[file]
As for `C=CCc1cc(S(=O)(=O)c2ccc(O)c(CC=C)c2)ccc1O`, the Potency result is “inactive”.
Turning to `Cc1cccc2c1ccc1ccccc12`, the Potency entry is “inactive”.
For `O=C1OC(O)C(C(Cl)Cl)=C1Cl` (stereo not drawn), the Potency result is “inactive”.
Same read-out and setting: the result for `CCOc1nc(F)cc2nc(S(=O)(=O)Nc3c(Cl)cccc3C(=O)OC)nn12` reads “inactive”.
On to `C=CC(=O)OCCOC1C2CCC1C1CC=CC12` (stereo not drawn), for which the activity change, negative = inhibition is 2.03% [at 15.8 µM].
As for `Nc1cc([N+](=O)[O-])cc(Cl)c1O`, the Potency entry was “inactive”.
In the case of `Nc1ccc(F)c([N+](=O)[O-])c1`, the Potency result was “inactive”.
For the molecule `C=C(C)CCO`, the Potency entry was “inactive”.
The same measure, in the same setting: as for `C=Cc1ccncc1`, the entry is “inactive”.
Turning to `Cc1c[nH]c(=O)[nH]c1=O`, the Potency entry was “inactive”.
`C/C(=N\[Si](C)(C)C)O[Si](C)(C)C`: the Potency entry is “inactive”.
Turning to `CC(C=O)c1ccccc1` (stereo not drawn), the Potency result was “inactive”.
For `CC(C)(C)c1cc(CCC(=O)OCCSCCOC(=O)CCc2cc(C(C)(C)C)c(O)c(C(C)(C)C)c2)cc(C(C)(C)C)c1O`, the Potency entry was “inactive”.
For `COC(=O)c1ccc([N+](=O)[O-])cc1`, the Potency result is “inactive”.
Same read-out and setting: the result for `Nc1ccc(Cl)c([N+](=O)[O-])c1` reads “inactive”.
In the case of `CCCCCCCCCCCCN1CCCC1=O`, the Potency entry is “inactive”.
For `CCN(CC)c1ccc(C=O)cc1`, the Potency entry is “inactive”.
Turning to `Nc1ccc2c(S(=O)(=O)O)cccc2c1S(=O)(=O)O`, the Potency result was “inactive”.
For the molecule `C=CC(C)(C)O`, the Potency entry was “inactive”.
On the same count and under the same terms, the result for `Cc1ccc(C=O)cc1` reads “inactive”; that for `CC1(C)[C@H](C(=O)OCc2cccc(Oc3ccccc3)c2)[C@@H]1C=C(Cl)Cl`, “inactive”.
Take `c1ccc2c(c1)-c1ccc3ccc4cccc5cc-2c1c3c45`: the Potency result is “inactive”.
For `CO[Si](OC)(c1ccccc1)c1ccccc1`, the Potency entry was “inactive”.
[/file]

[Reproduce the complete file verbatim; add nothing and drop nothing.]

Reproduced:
As for `C=CCc1cc(S(=O)(=O)c2ccc(O)c(CC=C)c2)ccc1O`, the Potency result is “inactive”.
Turning to `Cc1cccc2c1ccc1ccccc12`, the Potency entry is “inactive”.
For `O=C1OC(O)C(C(Cl)Cl)=C1Cl` (stereo not drawn), the Potency result is “inactive”.
Same read-out and setting: the result for `CCOc1nc(F)cc2nc(S(=O)(=O)Nc3c(Cl)cccc3C(=O)OC)nn12` reads “inactive”.
On to `C=CC(=O)OCCOC1C2CCC1C1CC=CC12` (stereo not drawn), for which the activity change, negative = inhibition is 2.03% [at 15.8 µM].
As for `Nc1cc([N+](=O)[O-])cc(Cl)c1O`, the Potency entry was “inactive”.
In the case of `Nc1ccc(F)c([N+](=O)[O-])c1`, the Potency result was “inactive”.
For the molecule `C=C(C)CCO`, the Potency entry was “inactive”.
The same measure, in the same setting: as for `C=Cc1ccncc1`, the entry is “inactive”.
Turning to `Cc1c[nH]c(=O)[nH]c1=O`, the Potency entry was “inactive”.
`C/C(=N\[Si](C)(C)C)O[Si](C)(C)C`: the Potency entry is “inactive”.
Turning to `CC(C=O)c1ccccc1` (stereo not drawn), the Potency result was “inactive”.
For `CC(C)(C)c1cc(CCC(=O)OCCSCCOC(=O)CCc2cc(C(C)(C)C)c(O)c(C(C)(C)C)c2)cc(C(C)(C)C)c1O`, the Potency entry was “inactive”.
For `COC(=O)c1ccc([N+](=O)[O-])cc1`, the Potency result is “inactive”.
Same read-out and setting: the result for `Nc1ccc(Cl)c([N+](=O)[O-])c1` reads “inactive”.
In the case of `CCCCCCCCCCCCN1CCCC1=O`, the Potency entry is “inactive”.
For `CCN(CC)c1ccc(C=O)cc1`, the Potency entry is “inactive”.
Turning to `Nc1ccc2c(S(=O)(=O)O)cccc2c1S(=O)(=O)O`, the Potency result was “inactive”.
For the molecule `C=CC(C)(C)O`, the Potency entry was “inactive”.
On the same count and under the same terms, the result for `Cc1ccc(C=O)cc1` reads “inactive”; that for `CC1(C)[C@H](C(=O)OCc2cccc(Oc3ccccc3)c2)[C@@H]1C=C(Cl)Cl`, “inactive”.
Take `c1ccc2c(c1)-c1ccc3ccc4cccc5cc-2c1c3c45`: the Potency result is “inactive”.
For `CO[Si](OC)(c1ccccc1)c1ccccc1`, the Potency entry was “inactive”.